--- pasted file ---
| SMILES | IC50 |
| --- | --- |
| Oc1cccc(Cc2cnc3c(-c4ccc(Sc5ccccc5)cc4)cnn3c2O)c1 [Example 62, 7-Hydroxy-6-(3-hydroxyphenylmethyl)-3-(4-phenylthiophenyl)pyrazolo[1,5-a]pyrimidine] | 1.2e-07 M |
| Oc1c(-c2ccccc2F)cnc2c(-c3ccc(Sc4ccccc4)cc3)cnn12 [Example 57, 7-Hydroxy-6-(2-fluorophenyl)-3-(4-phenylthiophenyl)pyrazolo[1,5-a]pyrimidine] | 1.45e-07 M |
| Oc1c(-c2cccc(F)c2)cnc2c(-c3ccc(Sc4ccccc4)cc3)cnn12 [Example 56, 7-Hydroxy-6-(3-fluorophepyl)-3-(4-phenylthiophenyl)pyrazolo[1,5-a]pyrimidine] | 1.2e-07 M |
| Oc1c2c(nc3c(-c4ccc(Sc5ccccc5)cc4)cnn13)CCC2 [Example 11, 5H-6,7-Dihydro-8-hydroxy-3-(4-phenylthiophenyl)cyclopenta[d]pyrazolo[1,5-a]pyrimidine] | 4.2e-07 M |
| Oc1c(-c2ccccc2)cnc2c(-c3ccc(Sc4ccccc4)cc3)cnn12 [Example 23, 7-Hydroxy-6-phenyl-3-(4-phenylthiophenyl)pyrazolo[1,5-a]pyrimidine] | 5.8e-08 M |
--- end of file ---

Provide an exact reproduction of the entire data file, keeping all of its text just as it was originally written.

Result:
| SMILES | IC50 |
| --- | --- |
| Oc1cccc(Cc2cnc3c(-c4ccc(Sc5ccccc5)cc4)cnn3c2O)c1 [Example 62, 7-Hydroxy-6-(3-hydroxyphenylmethyl)-3-(4-phenylthiophenyl)pyrazolo[1,5-a]pyrimidine] | 1.2e-07 M |
| Oc1c(-c2ccccc2F)cnc2c(-c3ccc(Sc4ccccc4)cc3)cnn12 [Example 57, 7-Hydroxy-6-(2-fluorophenyl)-3-(4-phenylthiophenyl)pyrazolo[1,5-a]pyrimidine] | 1.45e-07 M |
| Oc1c(-c2cccc(F)c2)cnc2c(-c3ccc(Sc4ccccc4)cc3)cnn12 [Example 56, 7-Hydroxy-6-(3-fluorophepyl)-3-(4-phenylthiophenyl)pyrazolo[1,5-a]pyrimidine] | 1.2e-07 M |
| Oc1c2c(nc3c(-c4ccc(Sc5ccccc5)cc4)cnn13)CCC2 [Example 11, 5H-6,7-Dihydro-8-hydroxy-3-(4-phenylthiophenyl)cyclopenta[d]pyrazolo[1,5-a]pyrimidine] | 4.2e-07 M |
| Oc1c(-c2ccccc2)cnc2c(-c3ccc(Sc4ccccc4)cc3)cnn12 [Example 23, 7-Hydroxy-6-phenyl-3-(4-phenylthiophenyl)pyrazolo[1,5-a]pyrimidine] | 5.8e-08 M |